Have you ever watched the show "House Hunters" on HGTV? I kind of hate to admit it, but it's one of my favourites! Not very realistic to narrow the entire house buying experience into a 30-minute episode, I know, but it is fun to see home buyers narrow down their search, as they point out the pros and cons of each property.
My mom recently gave me a book by Suzanna Whang, the host of this show, titled "Happy Home Buying". Most of the properties shown on House Hunters are in the States, as the show is based out of California, but now there's also an International version. There are some differences in the Canadian real estate market, but many concepts are universal.
Here is an excerpt from the book that I found very interesting:
Americans have come to depend heavily on information gathered on the Internet. The data provided online is often taken for the absolute truth. But have you ever done an online search for directions to a particular destination, only to find that the map takes you on a wild goose chase through circuitous routes, as if your computer had gone haywire? (GPS isn't foolproof either!) Have you gotten that email about the deadly teddy bear computer virus, forwarded it to all your friends, and then found out it was only a hoax?
Well, guess what? The Internet is not the absolute truth. It's a tool. It's the new world of communication. It's a massive database, a database that requires you to use a good deal of human judgment.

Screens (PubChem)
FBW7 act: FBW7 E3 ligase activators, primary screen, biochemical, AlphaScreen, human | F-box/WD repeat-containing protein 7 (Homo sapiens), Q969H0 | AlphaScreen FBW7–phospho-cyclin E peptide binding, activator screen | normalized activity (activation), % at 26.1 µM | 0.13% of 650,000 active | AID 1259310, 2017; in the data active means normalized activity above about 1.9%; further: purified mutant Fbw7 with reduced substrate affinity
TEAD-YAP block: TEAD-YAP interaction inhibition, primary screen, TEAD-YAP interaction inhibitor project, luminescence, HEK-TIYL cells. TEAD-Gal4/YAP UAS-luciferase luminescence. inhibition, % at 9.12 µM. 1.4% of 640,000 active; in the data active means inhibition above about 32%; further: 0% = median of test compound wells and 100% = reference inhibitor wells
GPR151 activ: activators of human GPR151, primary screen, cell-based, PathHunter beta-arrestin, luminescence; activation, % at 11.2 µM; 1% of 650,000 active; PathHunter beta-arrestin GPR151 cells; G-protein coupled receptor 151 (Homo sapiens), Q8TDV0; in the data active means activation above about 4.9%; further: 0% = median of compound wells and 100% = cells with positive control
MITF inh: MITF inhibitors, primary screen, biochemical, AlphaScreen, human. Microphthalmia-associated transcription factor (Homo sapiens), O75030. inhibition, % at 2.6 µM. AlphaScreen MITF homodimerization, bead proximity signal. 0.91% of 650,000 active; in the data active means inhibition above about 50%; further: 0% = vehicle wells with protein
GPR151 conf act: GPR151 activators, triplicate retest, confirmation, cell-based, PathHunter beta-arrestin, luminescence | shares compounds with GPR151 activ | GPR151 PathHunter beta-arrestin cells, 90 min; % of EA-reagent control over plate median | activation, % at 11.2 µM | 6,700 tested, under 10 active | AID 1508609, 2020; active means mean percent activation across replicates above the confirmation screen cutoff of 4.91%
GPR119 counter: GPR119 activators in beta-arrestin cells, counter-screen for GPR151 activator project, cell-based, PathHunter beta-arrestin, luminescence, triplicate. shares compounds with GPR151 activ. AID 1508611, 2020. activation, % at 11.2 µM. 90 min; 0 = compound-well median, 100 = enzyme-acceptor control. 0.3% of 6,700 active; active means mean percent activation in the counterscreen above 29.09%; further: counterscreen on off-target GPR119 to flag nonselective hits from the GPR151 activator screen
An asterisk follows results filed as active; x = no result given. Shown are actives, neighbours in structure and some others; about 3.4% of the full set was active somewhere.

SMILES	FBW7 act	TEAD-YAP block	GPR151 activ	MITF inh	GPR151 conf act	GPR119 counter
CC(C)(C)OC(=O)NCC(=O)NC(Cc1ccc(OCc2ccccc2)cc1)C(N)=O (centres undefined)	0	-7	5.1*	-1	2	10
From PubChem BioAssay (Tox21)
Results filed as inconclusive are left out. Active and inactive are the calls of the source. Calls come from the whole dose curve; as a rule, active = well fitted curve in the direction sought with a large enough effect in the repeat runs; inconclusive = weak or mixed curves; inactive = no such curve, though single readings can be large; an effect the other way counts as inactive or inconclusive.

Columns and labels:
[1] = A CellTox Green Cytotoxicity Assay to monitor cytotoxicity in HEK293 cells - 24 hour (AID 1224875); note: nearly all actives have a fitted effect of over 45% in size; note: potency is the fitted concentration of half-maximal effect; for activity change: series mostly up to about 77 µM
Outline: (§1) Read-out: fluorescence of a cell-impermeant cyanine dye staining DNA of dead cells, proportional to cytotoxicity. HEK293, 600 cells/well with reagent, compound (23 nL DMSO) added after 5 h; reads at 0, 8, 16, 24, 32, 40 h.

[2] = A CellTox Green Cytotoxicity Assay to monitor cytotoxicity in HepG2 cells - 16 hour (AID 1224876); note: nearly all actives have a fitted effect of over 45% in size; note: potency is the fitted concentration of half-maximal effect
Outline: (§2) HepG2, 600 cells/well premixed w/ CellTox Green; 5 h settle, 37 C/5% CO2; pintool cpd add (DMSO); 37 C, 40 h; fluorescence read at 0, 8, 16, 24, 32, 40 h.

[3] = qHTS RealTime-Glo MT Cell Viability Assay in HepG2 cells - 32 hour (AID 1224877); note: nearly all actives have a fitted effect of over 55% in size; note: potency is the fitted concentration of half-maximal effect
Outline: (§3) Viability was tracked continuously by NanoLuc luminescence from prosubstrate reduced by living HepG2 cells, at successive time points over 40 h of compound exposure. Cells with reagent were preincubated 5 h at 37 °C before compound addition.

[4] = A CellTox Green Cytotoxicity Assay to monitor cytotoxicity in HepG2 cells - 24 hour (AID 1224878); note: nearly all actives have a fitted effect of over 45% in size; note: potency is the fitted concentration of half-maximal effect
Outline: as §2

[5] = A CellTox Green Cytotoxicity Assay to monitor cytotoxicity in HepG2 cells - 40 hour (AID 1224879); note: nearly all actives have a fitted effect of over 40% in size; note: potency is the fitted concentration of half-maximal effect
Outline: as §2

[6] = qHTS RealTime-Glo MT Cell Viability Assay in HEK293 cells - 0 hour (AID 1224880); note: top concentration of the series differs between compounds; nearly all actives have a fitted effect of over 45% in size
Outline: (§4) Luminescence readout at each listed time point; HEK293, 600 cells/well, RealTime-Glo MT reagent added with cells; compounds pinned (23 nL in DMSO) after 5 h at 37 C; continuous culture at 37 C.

Ten years ago, when Internet use began to take off, many in the real estate industry envisioned the day when standard methods of real estate sales and promotion would be eclipsed by the Internet. That day may come. However, so far the Internet has simply provided an additional tool for getting the message out. It hasn't yet revolutionized the industry. Some might even suggest that the Internet has added to the confusion because much of the information is actually out of date, unverified, false, or fraudulent, designed only to attract business, generate a "hit" or a live call.
Real estate on the Internet is largely unregulated by anyone. Even top-of-the-graded agents working with major real estate brokerage houses are not held to any standard of accuracy when providing data via the Internet.
Any way you look at it, there is no substitute for face-to-face contact and service. If you haven't yet found an exclusive realtor to represent you in a purchase or sale, I'd love to be considered.